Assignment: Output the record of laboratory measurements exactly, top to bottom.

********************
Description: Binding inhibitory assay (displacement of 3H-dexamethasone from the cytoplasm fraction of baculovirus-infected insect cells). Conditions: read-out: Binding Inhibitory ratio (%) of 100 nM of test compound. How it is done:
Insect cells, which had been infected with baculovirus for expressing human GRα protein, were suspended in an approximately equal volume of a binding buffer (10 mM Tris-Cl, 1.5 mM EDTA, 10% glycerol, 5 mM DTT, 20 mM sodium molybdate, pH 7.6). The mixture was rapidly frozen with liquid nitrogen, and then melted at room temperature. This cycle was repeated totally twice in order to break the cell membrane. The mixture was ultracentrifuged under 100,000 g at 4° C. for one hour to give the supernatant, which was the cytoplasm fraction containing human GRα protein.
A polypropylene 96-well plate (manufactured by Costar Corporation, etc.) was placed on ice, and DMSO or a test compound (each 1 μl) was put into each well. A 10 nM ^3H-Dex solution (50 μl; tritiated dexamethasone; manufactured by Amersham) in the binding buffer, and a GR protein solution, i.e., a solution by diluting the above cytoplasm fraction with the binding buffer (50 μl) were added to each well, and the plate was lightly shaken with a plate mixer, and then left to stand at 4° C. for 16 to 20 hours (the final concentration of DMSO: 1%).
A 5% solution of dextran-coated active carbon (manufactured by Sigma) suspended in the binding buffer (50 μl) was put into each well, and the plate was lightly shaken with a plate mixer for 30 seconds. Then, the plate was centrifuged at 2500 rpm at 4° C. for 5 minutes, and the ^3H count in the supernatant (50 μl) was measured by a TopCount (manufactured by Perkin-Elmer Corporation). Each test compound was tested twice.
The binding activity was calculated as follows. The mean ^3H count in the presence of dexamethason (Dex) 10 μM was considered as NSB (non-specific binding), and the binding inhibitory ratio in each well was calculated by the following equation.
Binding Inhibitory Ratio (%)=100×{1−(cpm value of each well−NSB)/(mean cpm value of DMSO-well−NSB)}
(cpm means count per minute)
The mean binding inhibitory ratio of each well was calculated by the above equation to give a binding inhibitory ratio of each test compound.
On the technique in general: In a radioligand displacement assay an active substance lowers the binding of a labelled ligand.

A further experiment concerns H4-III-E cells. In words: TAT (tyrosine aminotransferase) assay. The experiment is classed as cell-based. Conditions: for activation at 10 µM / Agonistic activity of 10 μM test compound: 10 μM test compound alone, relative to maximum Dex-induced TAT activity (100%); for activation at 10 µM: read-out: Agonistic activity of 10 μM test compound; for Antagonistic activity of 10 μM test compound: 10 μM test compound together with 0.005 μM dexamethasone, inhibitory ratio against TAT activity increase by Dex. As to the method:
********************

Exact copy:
Description: Binding inhibitory assay (displacement of 3H-dexamethasone from the cytoplasm fraction of baculovirus-infected insect cells). Conditions: read-out: Binding Inhibitory ratio (%) of 100 nM of test compound. How it is done:
Insect cells, which had been infected with baculovirus for expressing human GRα protein, were suspended in an approximately equal volume of a binding buffer (10 mM Tris-Cl, 1.5 mM EDTA, 10% glycerol, 5 mM DTT, 20 mM sodium molybdate, pH 7.6). The mixture was rapidly frozen with liquid nitrogen, and then melted at room temperature. This cycle was repeated totally twice in order to break the cell membrane. The mixture was ultracentrifuged under 100,000 g at 4° C. for one hour to give the supernatant, which was the cytoplasm fraction containing human GRα protein.
A polypropylene 96-well plate (manufactured by Costar Corporation, etc.) was placed on ice, and DMSO or a test compound (each 1 μl) was put into each well. A 10 nM ^3H-Dex solution (50 μl; tritiated dexamethasone; manufactured by Amersham) in the binding buffer, and a GR protein solution, i.e., a solution by diluting the above cytoplasm fraction with the binding buffer (50 μl) were added to each well, and the plate was lightly shaken with a plate mixer, and then left to stand at 4° C. for 16 to 20 hours (the final concentration of DMSO: 1%).
A 5% solution of dextran-coated active carbon (manufactured by Sigma) suspended in the binding buffer (50 μl) was put into each well, and the plate was lightly shaken with a plate mixer for 30 seconds. Then, the plate was centrifuged at 2500 rpm at 4° C. for 5 minutes, and the ^3H count in the supernatant (50 μl) was measured by a TopCount (manufactured by Perkin-Elmer Corporation). Each test compound was tested twice.
The binding activity was calculated as follows. The mean ^3H count in the presence of dexamethason (Dex) 10 μM was considered as NSB (non-specific binding), and the binding inhibitory ratio in each well was calculated by the following equation.
Binding Inhibitory Ratio (%)=100×{1−(cpm value of each well−NSB)/(mean cpm value of DMSO-well−NSB)}
(cpm means count per minute)
The mean binding inhibitory ratio of each well was calculated by the above equation to give a binding inhibitory ratio of each test compound.
On the technique in general: In a radioligand displacement assay an active substance lowers the binding of a labelled ligand.

A further experiment concerns H4-III-E cells. In words: TAT (tyrosine aminotransferase) assay. The experiment is classed as cell-based. Conditions: for activation at 10 µM / Agonistic activity of 10 μM test compound: 10 μM test compound alone, relative to maximum Dex-induced TAT activity (100%); for activation at 10 µM: read-out: Agonistic activity of 10 μM test compound; for Antagonistic activity of 10 μM test compound: 10 μM test compound together with 0.005 μM dexamethasone, inhibitory ratio against TAT activity increase by Dex. As to the method: